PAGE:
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Table of Contents    
Year : 2018  |  Volume : 66  |  Issue : 5  |  Page : 1427-1433

Cost analysis study of neuropsychiatric drugs: Role of National List of Essential Medicines, India

1 Department of Pharmacology, All India Institute of Medical Sciences, New Delhi, India
2 Department of Neurology, All India Institute of Medical Sciences, New Delhi, India

Date of Web Publication17-Sep-2018

Correspondence Address:
Dr. Sudhir C Sarangi
Department of Pharmacology, All India Institute of Medical Sciences, New Delhi
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Source of Support: None, Conflict of Interest: None

DOI: 10.4103/0028-3886.241345

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 » Abstract 

Context: This study investigated the cost variation among neuropsychiatric drugs prevalent in the Indian market with reference to the National List of Essential Medicines (NLEM, 2015).
Aims: To promote the rational use of medicines through cost variation analysis among drugs for neuropsychiatric disorders enlisted in NLEM and those not included in NLEM (NNLEM).
Study Design: This study included drugs used for epilepsy, migraine, psychosis, depression, generalized anxiety disorder (GAD), bipolar disorder, and obsessive-compulsive disorder (OCD).
Materials and Methods: The unit drug cost for the selected strengths of different manufacturers mentioned in the Current Index of Medical Specialities 2016 was used for calculating cost/defined daily dose (DDD).
Statistical Analysis: Comparison was done among individual drugs and groups (NLEM and NNLEM) by cost/DDD in terms of interquartile range, percentage cost variation, and cost ratio.
Results: The cost variation is wide for neuropsychiatric drugs (maximum, 1724.3% for risperidone in NLEM, and 1780% for olanzapine in NNLEM). The drug-to-cost ratio is the highest (168.8 times) for bipolar disorder and the lowest (9.7 times) for GAD. The NLEM drugs were found to be more economical than the NNLEM drugs among antiepileptic drugs, antidepressants, and drugs for bipolar disorder; however, the reverse was noted for antimigraine drugs and drugs for GAD. Antipsychotic medications and drugs for OCD in the NLEM group have a wider range than in the NNLEM group.
Conclusions: The NLEM group has economical drugs in some disease categories; there is a need to consider the cost effectiveness of all drug categories while revising the NLEM next time and attention should focus on drug price regulation policies to accomplish the goal of rational use of medicines.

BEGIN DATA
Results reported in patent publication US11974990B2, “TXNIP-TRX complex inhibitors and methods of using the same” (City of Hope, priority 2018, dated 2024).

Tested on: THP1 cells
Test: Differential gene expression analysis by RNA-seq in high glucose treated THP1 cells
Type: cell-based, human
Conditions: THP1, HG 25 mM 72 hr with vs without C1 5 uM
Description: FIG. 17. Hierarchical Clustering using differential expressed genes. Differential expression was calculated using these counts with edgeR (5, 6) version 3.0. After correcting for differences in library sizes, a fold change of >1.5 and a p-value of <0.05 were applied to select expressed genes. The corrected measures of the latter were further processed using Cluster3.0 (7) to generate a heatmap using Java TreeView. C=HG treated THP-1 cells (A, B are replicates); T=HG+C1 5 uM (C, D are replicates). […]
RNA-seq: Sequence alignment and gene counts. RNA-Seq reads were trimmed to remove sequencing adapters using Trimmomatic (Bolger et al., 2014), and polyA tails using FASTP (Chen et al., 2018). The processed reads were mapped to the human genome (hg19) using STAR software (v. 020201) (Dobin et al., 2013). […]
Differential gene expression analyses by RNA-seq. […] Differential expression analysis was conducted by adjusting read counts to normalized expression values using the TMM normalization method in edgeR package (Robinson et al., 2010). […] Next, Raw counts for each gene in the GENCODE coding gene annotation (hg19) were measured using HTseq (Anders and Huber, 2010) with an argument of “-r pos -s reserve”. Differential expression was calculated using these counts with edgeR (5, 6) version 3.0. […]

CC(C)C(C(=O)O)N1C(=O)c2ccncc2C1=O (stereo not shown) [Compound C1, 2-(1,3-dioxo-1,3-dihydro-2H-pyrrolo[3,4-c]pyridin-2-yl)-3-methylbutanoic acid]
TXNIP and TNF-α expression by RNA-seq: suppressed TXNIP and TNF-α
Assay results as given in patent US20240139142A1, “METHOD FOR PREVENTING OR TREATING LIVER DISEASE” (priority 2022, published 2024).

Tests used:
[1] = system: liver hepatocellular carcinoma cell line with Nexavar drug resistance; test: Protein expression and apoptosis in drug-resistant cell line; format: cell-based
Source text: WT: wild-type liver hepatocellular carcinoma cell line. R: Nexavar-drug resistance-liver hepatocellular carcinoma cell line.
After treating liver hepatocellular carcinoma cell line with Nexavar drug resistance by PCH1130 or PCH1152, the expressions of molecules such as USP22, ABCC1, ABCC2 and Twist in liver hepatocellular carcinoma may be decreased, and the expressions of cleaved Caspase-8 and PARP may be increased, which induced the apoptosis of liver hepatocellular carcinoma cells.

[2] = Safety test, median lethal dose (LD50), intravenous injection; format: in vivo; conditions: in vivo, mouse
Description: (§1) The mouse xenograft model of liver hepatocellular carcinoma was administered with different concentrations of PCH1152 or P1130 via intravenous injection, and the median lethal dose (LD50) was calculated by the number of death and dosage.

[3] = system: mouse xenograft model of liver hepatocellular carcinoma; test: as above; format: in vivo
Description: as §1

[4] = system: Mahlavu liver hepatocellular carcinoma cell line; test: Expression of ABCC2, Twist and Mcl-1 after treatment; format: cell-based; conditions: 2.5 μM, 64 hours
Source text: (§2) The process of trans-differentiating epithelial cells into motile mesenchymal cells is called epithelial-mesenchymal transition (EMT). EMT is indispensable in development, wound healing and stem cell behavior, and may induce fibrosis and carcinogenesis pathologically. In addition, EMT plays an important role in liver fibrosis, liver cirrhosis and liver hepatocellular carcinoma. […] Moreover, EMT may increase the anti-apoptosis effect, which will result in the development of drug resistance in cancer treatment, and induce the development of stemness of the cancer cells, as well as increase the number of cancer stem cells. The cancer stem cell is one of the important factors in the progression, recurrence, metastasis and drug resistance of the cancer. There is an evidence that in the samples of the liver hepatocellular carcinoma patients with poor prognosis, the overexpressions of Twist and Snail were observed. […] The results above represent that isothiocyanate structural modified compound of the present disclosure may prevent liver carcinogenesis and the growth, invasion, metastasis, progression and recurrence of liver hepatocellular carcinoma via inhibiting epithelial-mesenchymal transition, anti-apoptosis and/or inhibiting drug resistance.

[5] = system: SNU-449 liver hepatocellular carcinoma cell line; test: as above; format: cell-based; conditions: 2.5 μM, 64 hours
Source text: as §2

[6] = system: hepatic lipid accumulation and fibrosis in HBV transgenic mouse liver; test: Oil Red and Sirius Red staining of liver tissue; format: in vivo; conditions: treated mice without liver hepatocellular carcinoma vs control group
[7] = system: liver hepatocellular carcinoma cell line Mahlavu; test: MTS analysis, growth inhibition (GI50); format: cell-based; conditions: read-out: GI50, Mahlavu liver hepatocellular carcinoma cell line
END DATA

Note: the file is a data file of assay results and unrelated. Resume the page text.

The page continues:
Keywords: Cost per defined daily dose, cost variation, National List of Essential Medicines, neuropsychiatric drugs
Key Message: Cost variation for neuropsychiatric drugs is wide (4.1780%) both among the NLEM and NNLEM drugs; and, the economical trend seen in NLEM over the NNLEM is only focal, i.e., not in all the categories. Hence, measures to increase the cost.effectiveness of neuro.psychiatric medication should be emphasized during the next NLEM revision.

How to cite this article:
Sarangi SC, Kaur N, Tripathi M, Gupta YK. Cost analysis study of neuropsychiatric drugs: Role of National List of Essential Medicines, India. Neurol India 2018;66:1427-33

How to cite this URL:
Sarangi SC, Kaur N, Tripathi M, Gupta YK. Cost analysis study of neuropsychiatric drugs: Role of National List of Essential Medicines, India. Neurol India [serial online] 2018 [cited 2023 Feb 8];66:1427-33. Available from: https://www.neurologyindia.com/text.asp?2018/66/5/1427/241345

The lack of health insurance policy in developing and economically backward countries leads to an unsustainable household income; for instance, 58% of India's health expenditure is being sustained out of pocket of the patients or their relatives.[1] According to the World Health Organization (WHO) report (2016), the economy of 150 million people worldwide gets severely stressed by the health expenditure. A survey conducted in India showed that medicines account for the principal components of the total health expenses –72% in rural and 68% in urban areas.[2] The WHO report has stated that approximately 5% of country's health expenditure can be circumvented by controlling overpricing, promoting the rational use of drugs, and improving the quality of medicines.[1]

The Indian pharmaceutical market is flooded with more than 3,000 pharmaceutical companies, 10,500 manufacturing units (1314 WHO-Good Manufacturing Practice [GMP] certified manufacturers), and more than 60,000 generic brands across 60 therapeutic categories; generic medications account for 70% of the market share.[3],[4]